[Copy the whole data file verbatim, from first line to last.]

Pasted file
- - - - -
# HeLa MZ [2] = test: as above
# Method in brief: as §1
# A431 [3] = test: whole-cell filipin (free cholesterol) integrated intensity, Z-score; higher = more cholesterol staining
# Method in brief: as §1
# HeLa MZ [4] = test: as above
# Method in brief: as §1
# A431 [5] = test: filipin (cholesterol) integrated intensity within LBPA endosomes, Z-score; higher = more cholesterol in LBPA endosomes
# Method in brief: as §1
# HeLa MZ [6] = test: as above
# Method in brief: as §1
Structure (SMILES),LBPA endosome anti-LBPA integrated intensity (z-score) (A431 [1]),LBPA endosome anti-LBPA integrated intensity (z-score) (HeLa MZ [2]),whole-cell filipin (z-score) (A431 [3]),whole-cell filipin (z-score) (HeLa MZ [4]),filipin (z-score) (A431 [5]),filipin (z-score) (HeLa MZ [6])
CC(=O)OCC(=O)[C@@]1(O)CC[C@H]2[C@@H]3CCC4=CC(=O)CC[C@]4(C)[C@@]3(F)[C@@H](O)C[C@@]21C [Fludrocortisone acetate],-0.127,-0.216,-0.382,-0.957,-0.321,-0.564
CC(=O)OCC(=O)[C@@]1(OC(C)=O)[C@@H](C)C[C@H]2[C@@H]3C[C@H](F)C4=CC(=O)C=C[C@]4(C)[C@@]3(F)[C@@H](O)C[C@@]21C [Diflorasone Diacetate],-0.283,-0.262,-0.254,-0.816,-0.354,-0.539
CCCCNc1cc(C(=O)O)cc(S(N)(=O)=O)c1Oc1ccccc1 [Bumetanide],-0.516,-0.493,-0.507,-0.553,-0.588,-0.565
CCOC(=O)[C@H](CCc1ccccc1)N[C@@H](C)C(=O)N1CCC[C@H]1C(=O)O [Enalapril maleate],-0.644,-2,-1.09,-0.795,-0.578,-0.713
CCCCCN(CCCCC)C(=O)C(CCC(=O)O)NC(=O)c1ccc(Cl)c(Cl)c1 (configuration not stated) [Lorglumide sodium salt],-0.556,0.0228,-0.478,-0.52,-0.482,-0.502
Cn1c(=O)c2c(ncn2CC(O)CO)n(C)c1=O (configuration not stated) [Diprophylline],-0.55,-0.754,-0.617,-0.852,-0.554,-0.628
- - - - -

# HeLa MZ [2] = test: as above
# Method in brief: as §1
# A431 [3] = test: whole-cell filipin (free cholesterol) integrated intensity, Z-score; higher = more cholesterol staining
# Method in brief: as §1
# HeLa MZ [4] = test: as above
# Method in brief: as §1
# A431 [5] = test: filipin (cholesterol) integrated intensity within LBPA endosomes, Z-score; higher = more cholesterol in LBPA endosomes
# Method in brief: as §1
# HeLa MZ [6] = test: as above
# Method in brief: as §1
Structure (SMILES),LBPA endosome anti-LBPA integrated intensity (z-score) (A431 [1]),LBPA endosome anti-LBPA integrated intensity (z-score) (HeLa MZ [2]),whole-cell filipin (z-score) (A431 [3]),whole-cell filipin (z-score) (HeLa MZ [4]),filipin (z-score) (A431 [5]),filipin (z-score) (HeLa MZ [6])
CC(=O)OCC(=O)[C@@]1(O)CC[C@H]2[C@@H]3CCC4=CC(=O)CC[C@]4(C)[C@@]3(F)[C@@H](O)C[C@@]21C [Fludrocortisone acetate],-0.127,-0.216,-0.382,-0.957,-0.321,-0.564
CC(=O)OCC(=O)[C@@]1(OC(C)=O)[C@@H](C)C[C@H]2[C@@H]3C[C@H](F)C4=CC(=O)C=C[C@]4(C)[C@@]3(F)[C@@H](O)C[C@@]21C [Diflorasone Diacetate],-0.283,-0.262,-0.254,-0.816,-0.354,-0.539
CCCCNc1cc(C(=O)O)cc(S(N)(=O)=O)c1Oc1ccccc1 [Bumetanide],-0.516,-0.493,-0.507,-0.553,-0.588,-0.565
CCOC(=O)[C@H](CCc1ccccc1)N[C@@H](C)C(=O)N1CCC[C@H]1C(=O)O [Enalapril maleate],-0.644,-2,-1.09,-0.795,-0.578,-0.713
CCCCCN(CCCCC)C(=O)C(CCC(=O)O)NC(=O)c1ccc(Cl)c(Cl)c1 (configuration not stated) [Lorglumide sodium salt],-0.556,0.0228,-0.478,-0.52,-0.482,-0.502
Cn1c(=O)c2c(ncn2CC(O)CO)n(C)c1=O (configuration not stated) [Diprophylline],-0.55,-0.754,-0.617,-0.852,-0.554,-0.628